The Meaning of Life and Other Age-Old Questions

There are a number of very basic questions concerning our existence that almost everyone asks at some point in their life. Things like why am I here? What is my purpose in life? What is the meaning of life? What is God’s plan? These are questions that mull over deep inside everyone of us even if they are never uttered, allowed to come to full consciousness, or faced with conviction to find the answers. Such questions are fundamental to the human condition.

Many seek answers, but fail to find them. Others do not know where to look. Still others do not recognize the answers when they find them because they seem too simple. There are also those who do not believe the answers when they find them because they do not trust the source.

The general life plan for all of us is a surprisingly simple one. It is governed by a set of very simple and basic laws. Like many readers, I sought answers in the scriptures of various religions. The answers are there, but often hard to clearly identify and organize into an easy to follow road map, because it is sometimes difficult to separate the wheat from the chaff.

There is a wonderful book that I would like to recommend to you that I believe may, at least for some of you, answer several of the questions above and a wide variety of questions relating to spirituality, the afterlife, and more. It is titled The Teachings of Silver Birch. Knowing the diversity of my readership, there will likely be a wide spectrum of views about the source of the teachings, as well as the their content.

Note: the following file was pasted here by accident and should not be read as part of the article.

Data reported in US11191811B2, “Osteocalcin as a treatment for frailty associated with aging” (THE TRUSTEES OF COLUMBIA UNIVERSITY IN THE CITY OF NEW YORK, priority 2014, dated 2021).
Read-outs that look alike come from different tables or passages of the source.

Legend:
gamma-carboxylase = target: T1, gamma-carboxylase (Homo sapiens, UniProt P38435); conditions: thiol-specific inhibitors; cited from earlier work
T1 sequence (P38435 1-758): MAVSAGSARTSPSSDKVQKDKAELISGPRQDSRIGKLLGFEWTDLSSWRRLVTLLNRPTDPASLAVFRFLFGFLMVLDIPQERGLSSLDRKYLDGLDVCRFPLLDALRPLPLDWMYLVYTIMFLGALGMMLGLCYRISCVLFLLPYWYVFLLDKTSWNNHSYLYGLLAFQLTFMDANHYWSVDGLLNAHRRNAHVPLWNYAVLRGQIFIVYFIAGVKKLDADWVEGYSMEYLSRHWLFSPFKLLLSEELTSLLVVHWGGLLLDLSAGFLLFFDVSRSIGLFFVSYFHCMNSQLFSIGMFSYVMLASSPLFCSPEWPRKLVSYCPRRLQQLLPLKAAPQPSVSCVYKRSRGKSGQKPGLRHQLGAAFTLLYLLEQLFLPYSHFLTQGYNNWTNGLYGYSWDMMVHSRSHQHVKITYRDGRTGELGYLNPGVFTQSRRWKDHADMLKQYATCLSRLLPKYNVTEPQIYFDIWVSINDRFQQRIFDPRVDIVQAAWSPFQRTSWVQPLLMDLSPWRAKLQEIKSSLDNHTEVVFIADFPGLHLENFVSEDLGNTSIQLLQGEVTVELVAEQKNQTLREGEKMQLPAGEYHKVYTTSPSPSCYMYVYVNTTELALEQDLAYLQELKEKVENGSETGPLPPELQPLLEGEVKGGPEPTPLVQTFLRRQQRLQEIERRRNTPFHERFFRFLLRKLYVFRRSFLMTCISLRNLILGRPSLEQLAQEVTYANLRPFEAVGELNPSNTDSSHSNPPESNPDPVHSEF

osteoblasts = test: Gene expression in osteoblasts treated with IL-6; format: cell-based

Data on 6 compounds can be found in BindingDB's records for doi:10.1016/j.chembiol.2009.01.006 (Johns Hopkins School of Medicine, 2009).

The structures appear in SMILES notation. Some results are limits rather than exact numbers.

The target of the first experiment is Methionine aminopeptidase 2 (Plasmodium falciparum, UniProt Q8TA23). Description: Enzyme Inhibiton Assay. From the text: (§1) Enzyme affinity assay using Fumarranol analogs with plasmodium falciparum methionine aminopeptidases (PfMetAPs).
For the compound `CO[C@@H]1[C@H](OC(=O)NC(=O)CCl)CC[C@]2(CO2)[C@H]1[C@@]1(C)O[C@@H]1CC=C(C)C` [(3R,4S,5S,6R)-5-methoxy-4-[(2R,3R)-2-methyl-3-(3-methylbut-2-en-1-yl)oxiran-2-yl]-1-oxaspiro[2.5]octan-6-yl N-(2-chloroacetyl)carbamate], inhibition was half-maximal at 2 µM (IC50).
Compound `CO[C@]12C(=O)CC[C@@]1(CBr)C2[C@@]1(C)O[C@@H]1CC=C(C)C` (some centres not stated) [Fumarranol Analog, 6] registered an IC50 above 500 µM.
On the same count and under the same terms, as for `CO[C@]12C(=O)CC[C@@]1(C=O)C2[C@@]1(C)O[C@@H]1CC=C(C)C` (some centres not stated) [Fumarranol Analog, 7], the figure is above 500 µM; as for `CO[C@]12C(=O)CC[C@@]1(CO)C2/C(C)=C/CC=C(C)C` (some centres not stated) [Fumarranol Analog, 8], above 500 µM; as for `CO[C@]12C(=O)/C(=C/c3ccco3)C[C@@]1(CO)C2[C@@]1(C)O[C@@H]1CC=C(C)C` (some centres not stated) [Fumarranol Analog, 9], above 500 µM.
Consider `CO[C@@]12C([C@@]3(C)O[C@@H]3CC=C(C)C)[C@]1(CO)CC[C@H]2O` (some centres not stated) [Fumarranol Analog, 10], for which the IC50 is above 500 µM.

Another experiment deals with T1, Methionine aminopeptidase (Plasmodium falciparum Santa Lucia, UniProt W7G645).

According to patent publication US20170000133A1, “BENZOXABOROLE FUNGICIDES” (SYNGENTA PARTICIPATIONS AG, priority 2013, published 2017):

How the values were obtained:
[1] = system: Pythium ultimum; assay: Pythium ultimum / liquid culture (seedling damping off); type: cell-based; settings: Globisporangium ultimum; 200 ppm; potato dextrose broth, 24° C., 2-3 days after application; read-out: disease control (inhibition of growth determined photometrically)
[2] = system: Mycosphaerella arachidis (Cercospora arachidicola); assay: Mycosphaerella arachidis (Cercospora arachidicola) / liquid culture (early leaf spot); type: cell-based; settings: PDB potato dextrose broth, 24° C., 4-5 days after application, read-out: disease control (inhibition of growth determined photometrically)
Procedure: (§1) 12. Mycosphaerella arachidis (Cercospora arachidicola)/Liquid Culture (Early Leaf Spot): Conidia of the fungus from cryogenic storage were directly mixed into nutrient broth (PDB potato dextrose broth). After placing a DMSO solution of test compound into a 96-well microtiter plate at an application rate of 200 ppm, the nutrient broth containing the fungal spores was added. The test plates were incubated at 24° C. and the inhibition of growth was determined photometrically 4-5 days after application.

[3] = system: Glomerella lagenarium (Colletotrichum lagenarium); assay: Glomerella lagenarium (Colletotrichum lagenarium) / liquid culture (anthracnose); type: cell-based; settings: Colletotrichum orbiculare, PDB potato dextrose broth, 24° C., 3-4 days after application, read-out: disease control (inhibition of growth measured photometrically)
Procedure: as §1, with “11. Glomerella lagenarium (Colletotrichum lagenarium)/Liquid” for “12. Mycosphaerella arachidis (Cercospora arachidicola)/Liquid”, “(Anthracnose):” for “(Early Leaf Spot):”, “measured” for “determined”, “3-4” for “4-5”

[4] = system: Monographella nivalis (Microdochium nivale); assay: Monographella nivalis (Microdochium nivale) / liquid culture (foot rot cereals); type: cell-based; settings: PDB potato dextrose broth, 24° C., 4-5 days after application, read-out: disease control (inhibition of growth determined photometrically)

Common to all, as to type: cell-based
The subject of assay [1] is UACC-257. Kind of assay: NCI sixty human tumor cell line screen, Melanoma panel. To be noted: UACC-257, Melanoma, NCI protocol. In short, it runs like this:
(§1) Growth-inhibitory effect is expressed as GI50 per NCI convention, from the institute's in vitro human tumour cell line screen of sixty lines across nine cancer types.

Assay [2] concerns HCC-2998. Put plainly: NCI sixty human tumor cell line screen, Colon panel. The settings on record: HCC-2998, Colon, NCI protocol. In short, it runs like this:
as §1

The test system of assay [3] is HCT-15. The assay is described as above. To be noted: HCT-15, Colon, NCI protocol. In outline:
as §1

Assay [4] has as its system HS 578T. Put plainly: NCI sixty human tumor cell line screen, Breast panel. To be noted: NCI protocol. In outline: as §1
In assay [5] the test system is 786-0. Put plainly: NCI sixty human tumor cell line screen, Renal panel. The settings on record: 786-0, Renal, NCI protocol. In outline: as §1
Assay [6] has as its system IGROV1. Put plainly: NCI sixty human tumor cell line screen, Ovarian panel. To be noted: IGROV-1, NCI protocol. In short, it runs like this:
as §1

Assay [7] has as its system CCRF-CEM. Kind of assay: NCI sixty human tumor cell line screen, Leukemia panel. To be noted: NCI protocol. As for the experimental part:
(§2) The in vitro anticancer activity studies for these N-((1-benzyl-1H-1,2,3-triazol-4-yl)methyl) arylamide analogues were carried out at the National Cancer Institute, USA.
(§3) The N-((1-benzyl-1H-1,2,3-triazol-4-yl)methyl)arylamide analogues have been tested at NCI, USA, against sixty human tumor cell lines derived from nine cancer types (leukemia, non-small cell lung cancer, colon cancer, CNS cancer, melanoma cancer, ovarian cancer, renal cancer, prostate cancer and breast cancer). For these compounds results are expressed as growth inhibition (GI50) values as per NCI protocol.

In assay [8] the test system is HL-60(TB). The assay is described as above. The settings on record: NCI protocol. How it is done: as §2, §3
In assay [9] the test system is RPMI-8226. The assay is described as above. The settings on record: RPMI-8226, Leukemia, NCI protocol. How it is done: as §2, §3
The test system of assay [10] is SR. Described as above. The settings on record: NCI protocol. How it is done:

The book is not based on religion, only on a belief in a higher being. Silver Birch speaks to us from the world of spirit and answers a wide variety of questions concerning spirituality in very simple and understandable terms.

Whether you believe in spirits and mediums or not, when you read this book, you likely will intuitively know that it speaks the truth. If you should be skeptical about the source of the knowledge that this book offers, I urge you to read the book anyway. It provides much food for thought.

You may come away amazed at how simple and clear God’s plan really is. Moreover, having read this book, if you go back to the scriptures, you will see many of the same teachings, but not so clearly stated.

If you find the book to be useful, then please share it and/or this article with others. After you have read the book, I would  very much like to hear your thoughts on its message, or how it impacted you.

The book can be purchased here. The description provided on the web site is lacking to say the least. Please rely on what I have told about the book to make your purchase decision.

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I Am Spirit

The Hodge 301 Cluster in the Tarantula Nebula Credit: The Hubble Heritage Team (AURA/STSci/NASA) The Hodge 301 Cluster in the Tarantula Nebula Credit: The Hubble Heritage Team (AURA/STSci/NASA)[/caption

I Am Spirit.
I have existed before time began
And I will exist after the end of time.

I am you and you are me.
I am a victim of doubt, skepticism, and ignorance.
I am present in bodies with minds that do not recognize me.

I give you life—yet, you do not truly live.
I am love—yet, you do not share me widely.

I am compassion—yet, you hide my light deep inside.
I am generous—yet, you do not give to those who are needy.

I give you knowledge, but you refuse to believe.
I show you the Path, but you turn away and choose another.
I provide good counsel, but you do not listen.

I Am Spirit.